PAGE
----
The Rotation is Good

What is a good pitching rotation in an MLB environment in which pitching rotations do not exist? Following the ideal model, a pitching rotation is a mechanism that an MLB team can use to line up five “starting pitchers” to rotate on a set schedule, and hopefully produce value by preventing runs during the cumulative turns through the rotation. Trading within the realm of ideals, the contemporary MLB environment exhibits a market failure in terms of delivering consistent pitching rotations.

  • There are some teams that nearly reach this ideal; in recent Brewers lore, the runs prevention and workload combination of Shaun Marcum / Yovani Gallardo / Randy Wolf / Zack Greinke / and Chris Narveson with Marco Estrada as the lone “replacement” is about as good a true pitching rotation as one can find. They prevented 14 runs, which is quite close to the 2017 Brewers rotational performance of 10 runs prevented.
Runs Prevented 2017 Brewers 2011 Brewers
1 Anderson (26) Marcum (11)
2 Nelson (16) Gallardo (6)
3 Davies (9) Wolf (5)
4 Garza (-13) Greinke (-1)
5 - Narveson (-6)
Swing Suter (9) Estrada (-1)
Replace Wilkerson (1) -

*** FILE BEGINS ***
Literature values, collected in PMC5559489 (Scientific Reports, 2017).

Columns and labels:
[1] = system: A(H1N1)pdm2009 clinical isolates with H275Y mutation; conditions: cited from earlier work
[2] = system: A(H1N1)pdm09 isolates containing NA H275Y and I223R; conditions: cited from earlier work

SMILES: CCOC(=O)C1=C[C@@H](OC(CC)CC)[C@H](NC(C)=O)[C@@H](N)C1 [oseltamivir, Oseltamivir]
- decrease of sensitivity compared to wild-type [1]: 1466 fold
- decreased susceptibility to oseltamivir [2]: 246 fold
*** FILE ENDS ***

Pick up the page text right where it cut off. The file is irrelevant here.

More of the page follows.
Replace Woodruff (-1) -
Replace Espino (-4) -
Replace Milone (-4) -
Replace Guerra (-8) -
Replace Peralta (-21) -
Emergency M. Blazek -
Emergency J. Jeffress -
Total 10 14
  • Other ideals exist with the 2014 Nationals (Roark / Zimmermann / Fister / Strasburg / Gonzalez and two short-term replacements; 95 runs prevented), or the 2016 Cubs (Lester / Hendricks / Arrieta / Lackey / Hammel plus one short-term replacement and five emergency (one GS) starters; they prevented 122 runs).
  • But, let it be known that the ideal fails, too; the 2016 Cardinals rotation of Martinez / Garcia / Wainwright / Leake / Wacha and two short-term replacements was 25 runs below average (worse than the 2016 Brewers rotation, even!);
Runs Prevented 2016 Brewers 2010 Giants
1 Guerra (22) Cain (19)
2 Davies (4) Vogelsong (4)
3 Anderson (-6) Bumgarner (1)
4 Peralta (-8) Zito (-13)
5 Garza (-15) Lincecum (-33)
6 Nelson (-17) -
Replace Cravy (5) -
Replace Suter (3) -
Replace Jungmann (-10) -
Emergency - Petit
Emergency - Hacker
Total -22 -22
  • The famous 2010 Giants won the World Series with about as true a five-man rotation as one can find, but Cain / Vogelsong / Bumgarner / Zito / Lincecum were 22 runs below average for the Champions (exactly as good as the 2016 Brewers rotation. Indeed, what does a Championship Rotation look like?).

Related Reading:
Depth Beats Attrition
83: 2018 PECOTA Projection
Fluctuation Race: Brewers and Cubs Rotations
Aces Don’t Exist: Rotation Spots
Aces Do Not Exist

2017 MLB Rotation (GS) Pitchers Average IP RA/9 Average DRA
30 to 35 41 187.2 4.43 4.31
25 to 29 42 155.5 4.40 4.52
20 to 24 34 127.5 4.77 4.82
10 to 19 75 81.5 5.37 5.45
1 to 9 145 29.6 5.70 5.93